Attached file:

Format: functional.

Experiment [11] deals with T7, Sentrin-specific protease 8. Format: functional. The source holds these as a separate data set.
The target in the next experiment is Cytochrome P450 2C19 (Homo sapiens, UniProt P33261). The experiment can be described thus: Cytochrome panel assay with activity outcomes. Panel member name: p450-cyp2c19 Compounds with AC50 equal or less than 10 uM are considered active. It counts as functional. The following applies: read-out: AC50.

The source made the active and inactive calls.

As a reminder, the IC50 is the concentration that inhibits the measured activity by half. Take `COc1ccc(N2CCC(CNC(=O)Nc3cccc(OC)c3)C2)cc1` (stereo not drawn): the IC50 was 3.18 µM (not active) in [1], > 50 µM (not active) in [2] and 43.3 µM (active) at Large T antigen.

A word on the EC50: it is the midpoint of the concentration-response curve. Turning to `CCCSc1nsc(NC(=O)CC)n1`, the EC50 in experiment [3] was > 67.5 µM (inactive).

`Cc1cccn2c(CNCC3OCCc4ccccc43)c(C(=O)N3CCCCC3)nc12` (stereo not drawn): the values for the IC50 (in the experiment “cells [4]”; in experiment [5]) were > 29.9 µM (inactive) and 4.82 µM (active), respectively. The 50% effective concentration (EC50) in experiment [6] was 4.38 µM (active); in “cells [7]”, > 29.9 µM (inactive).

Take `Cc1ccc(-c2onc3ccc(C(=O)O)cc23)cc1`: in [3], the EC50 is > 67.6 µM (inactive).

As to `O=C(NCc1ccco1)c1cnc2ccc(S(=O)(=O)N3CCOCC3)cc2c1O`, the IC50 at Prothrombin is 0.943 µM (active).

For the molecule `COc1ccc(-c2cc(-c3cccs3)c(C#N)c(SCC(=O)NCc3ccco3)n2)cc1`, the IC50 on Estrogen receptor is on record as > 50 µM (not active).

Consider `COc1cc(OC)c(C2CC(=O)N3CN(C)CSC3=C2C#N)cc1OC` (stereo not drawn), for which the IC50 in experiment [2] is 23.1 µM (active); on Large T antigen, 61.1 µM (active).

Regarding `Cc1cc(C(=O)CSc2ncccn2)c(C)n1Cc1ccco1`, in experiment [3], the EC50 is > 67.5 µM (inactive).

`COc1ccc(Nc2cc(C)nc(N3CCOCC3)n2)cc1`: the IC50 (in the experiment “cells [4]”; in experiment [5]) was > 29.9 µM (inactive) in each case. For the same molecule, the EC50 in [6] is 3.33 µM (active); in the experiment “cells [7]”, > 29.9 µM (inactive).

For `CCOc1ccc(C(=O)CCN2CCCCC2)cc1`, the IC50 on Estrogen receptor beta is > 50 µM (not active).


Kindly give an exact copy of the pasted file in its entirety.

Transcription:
Format: functional.

Experiment [11] deals with T7, Sentrin-specific protease 8. Format: functional. The source holds these as a separate data set.
The target in the next experiment is Cytochrome P450 2C19 (Homo sapiens, UniProt P33261). The experiment can be described thus: Cytochrome panel assay with activity outcomes. Panel member name: p450-cyp2c19 Compounds with AC50 equal or less than 10 uM are considered active. It counts as functional. The following applies: read-out: AC50.

The source made the active and inactive calls.

As a reminder, the IC50 is the concentration that inhibits the measured activity by half. Take `COc1ccc(N2CCC(CNC(=O)Nc3cccc(OC)c3)C2)cc1` (stereo not drawn): the IC50 was 3.18 µM (not active) in [1], > 50 µM (not active) in [2] and 43.3 µM (active) at Large T antigen.

A word on the EC50: it is the midpoint of the concentration-response curve. Turning to `CCCSc1nsc(NC(=O)CC)n1`, the EC50 in experiment [3] was > 67.5 µM (inactive).

`Cc1cccn2c(CNCC3OCCc4ccccc43)c(C(=O)N3CCCCC3)nc12` (stereo not drawn): the values for the IC50 (in the experiment “cells [4]”; in experiment [5]) were > 29.9 µM (inactive) and 4.82 µM (active), respectively. The 50% effective concentration (EC50) in experiment [6] was 4.38 µM (active); in “cells [7]”, > 29.9 µM (inactive).

Take `Cc1ccc(-c2onc3ccc(C(=O)O)cc23)cc1`: in [3], the EC50 is > 67.6 µM (inactive).

As to `O=C(NCc1ccco1)c1cnc2ccc(S(=O)(=O)N3CCOCC3)cc2c1O`, the IC50 at Prothrombin is 0.943 µM (active).

For the molecule `COc1ccc(-c2cc(-c3cccs3)c(C#N)c(SCC(=O)NCc3ccco3)n2)cc1`, the IC50 on Estrogen receptor is on record as > 50 µM (not active).

Consider `COc1cc(OC)c(C2CC(=O)N3CN(C)CSC3=C2C#N)cc1OC` (stereo not drawn), for which the IC50 in experiment [2] is 23.1 µM (active); on Large T antigen, 61.1 µM (active).

Regarding `Cc1cc(C(=O)CSc2ncccn2)c(C)n1Cc1ccco1`, in experiment [3], the EC50 is > 67.5 µM (inactive).

`COc1ccc(Nc2cc(C)nc(N3CCOCC3)n2)cc1`: the IC50 (in the experiment “cells [4]”; in experiment [5]) was > 29.9 µM (inactive) in each case. For the same molecule, the EC50 in [6] is 3.33 µM (active); in the experiment “cells [7]”, > 29.9 µM (inactive).

For `CCOc1ccc(C(=O)CCN2CCCCC2)cc1`, the IC50 on Estrogen receptor beta is > 50 µM (not active).